The first project of our historical society Lastoria was a book about the worldfamous varieté theatre Astoria in Bremen, a place, so many people remembered with a smile. It was founded in 1908 and closed in 1968. Many big names were connected to it. And very many life stories in front and behind the scenes. And from people in the audience. There was a documentary movie, but no book about it. The 100-years-anniversary ahead, it was a now-or-never-thing. Twenty writers and photographers and two professional layouters joined in. We had only about four months till the book release show in the Bürgerhaus Weserterrassen, Bremen. So I wrote some of the chapters, did the editing and organized what was needed. We made the book and had two gala shows in one day in 2008. Without a budget. That’s what I love about Bremen. If you convince people to support an idea, they just do it. Thanks to Stephan Pleyn and his team, we had a stage in the communal house at the river with all of the technique we needed, and thanks to Werner Landwehr, we had a exhibition. We had old and young professional artists supporting us, jazz musicians and others, people of three generations. In the audience there was the princess of Prussia and Bürgerschaftspräsident Christian Weber, on stage a jazz trumpet player, Eckfrid von Knobelsdorff. He became our friend, as well as his wife, the painter Traudl von Knobelsdorff, nee Holzer of Lindau, as well as the former director of the varieté, Wolfgang Fritz, age 75, and a Charlie Chaplin double on a monocycle, age 82! Simon Steinbach had been worldfamous in the 50ies, the “Three Steenbacks” were playing in the London Palladium on Queen Elizabeth’s coronation day. He is a wonderful person. And he was the only one we paid. We donated the money we made, and to be able to do that, we founded the society and named it Lastoria. Like L’Astoria (French version). Or la storia, a story in Italian.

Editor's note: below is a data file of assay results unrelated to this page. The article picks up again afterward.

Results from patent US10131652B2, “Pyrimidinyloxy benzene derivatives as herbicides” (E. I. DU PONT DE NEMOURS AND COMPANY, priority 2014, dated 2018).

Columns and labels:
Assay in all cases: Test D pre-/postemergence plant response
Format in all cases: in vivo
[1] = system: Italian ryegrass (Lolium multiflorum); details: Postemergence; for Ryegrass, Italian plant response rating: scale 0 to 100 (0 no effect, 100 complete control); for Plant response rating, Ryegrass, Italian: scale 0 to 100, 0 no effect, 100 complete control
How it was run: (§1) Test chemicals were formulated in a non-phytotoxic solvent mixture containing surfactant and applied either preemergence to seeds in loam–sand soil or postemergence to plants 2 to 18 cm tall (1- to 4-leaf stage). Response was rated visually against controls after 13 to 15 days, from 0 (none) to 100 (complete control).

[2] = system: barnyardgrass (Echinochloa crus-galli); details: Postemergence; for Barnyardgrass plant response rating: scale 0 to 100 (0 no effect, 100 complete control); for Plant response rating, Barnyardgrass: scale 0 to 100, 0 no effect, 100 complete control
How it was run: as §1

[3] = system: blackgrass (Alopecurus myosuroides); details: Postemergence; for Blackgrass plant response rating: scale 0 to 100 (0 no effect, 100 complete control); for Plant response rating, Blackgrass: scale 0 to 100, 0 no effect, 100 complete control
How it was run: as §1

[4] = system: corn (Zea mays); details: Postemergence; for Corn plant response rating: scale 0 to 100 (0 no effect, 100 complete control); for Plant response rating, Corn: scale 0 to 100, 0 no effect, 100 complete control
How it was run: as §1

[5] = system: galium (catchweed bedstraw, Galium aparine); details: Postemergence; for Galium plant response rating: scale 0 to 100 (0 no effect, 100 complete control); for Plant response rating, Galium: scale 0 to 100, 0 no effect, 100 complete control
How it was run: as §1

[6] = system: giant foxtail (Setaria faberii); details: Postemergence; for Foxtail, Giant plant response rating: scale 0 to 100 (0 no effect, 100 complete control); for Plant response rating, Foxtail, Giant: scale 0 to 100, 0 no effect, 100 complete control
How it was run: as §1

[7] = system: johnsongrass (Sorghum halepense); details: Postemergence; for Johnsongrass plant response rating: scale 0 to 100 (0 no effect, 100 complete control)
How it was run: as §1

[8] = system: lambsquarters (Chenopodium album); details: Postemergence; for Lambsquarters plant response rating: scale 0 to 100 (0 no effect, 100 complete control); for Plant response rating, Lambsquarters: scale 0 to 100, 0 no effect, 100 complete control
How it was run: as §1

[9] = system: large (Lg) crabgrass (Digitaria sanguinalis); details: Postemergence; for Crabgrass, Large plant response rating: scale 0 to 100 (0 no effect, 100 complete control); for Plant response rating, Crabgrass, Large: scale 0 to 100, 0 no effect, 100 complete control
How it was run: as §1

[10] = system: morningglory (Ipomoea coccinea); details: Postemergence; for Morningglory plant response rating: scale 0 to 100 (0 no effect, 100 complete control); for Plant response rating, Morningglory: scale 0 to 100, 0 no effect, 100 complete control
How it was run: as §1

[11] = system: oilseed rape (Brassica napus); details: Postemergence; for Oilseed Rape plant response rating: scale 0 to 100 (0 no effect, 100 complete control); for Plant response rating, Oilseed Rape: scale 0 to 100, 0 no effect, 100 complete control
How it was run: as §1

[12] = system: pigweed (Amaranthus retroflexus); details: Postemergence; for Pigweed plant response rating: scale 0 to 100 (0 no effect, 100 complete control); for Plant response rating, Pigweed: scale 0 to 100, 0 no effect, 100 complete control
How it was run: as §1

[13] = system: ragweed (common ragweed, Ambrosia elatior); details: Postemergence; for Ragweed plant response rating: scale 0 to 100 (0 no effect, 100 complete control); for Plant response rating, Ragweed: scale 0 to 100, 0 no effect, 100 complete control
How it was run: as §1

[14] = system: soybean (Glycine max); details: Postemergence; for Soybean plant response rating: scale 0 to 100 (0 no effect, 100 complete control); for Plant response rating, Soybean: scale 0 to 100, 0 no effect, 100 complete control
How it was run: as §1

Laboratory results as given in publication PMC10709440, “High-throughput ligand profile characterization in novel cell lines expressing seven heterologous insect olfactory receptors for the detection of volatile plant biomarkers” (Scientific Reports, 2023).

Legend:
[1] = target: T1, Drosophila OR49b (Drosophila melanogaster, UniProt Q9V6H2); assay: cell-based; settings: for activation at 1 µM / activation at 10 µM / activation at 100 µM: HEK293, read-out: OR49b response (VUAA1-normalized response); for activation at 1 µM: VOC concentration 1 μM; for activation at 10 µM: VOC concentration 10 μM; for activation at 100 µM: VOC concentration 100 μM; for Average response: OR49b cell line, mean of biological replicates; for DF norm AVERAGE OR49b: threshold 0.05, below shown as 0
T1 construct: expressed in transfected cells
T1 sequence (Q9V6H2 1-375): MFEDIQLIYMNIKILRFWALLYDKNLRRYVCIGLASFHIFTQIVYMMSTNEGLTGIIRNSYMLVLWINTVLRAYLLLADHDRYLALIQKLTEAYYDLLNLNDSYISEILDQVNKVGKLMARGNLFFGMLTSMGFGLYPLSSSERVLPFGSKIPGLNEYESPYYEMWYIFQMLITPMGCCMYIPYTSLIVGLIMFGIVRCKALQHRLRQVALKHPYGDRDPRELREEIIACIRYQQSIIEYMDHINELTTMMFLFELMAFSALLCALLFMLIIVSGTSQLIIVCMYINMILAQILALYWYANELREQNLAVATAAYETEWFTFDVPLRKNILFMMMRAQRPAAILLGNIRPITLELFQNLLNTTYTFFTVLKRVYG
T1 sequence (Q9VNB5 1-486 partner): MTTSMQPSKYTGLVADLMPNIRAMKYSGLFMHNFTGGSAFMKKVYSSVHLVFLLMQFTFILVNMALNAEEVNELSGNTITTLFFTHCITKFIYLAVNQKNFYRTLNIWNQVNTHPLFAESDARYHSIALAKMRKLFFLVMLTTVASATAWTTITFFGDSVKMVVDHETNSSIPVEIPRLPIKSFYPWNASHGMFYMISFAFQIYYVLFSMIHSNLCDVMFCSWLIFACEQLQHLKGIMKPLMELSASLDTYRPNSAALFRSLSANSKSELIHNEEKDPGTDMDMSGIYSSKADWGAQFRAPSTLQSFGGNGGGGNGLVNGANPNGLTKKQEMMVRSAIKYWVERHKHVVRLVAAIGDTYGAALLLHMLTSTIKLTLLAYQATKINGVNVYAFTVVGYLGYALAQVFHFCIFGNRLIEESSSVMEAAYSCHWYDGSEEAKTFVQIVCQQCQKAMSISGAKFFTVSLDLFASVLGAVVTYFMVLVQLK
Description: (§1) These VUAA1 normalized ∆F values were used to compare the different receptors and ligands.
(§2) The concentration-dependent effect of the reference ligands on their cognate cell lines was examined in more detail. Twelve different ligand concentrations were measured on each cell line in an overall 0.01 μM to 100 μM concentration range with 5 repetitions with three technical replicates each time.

We have given money to an inclusive institution in Bremen, the Blaumeier Atelier, where handicaped, patients of psychiatry and what they call themself “just normal grazy people” (everybody) can be part of. They have a choir that fills halls, a theatre group that has a real big fan community, painters, mask theatre groups and photographers. People smile when talking about them.
After the first book, three gala shows and two films made about the shows by professionals who knew they would not make profit by that, an exhibition starting in the state archive (with a show, of course), a lot of speeches, a quiz show, a website and further researches. Visiting them in Basel, I persuaded Anne Frank’s cousin Buddy Elias and his wife Gerti, actors that had been at the Theatre Bremen decades before, to come and present the book about the letters of family Frank from Frankfurt. There were about 130 people in the audience and a video documentation was made. After that we published a second book, “Künstlerleben in Hamburg und Bremen” (the life of artists in Hamburg and Bremen), this time with me as the only author. Four photo albums of the jewish singer Olga Irén Fröhlich that someone had taken out of a public paper container had started a long research work, and when the book was published, we gave the albums to the Jewish Museum in Berlin. Olga Irén had been singing in the Astoria, as well. She was from Hamburg and left Germany because of Hitler. After the NS-time, she came back to Germany and chose to stay in Bremen. Together with her partner, she lived in a house that had become a bed and breakfast for artists from all over the world. Learn more about it on www.lastoria-bremen.de. The Astoria. We still get requests from people remembering that wonderful place.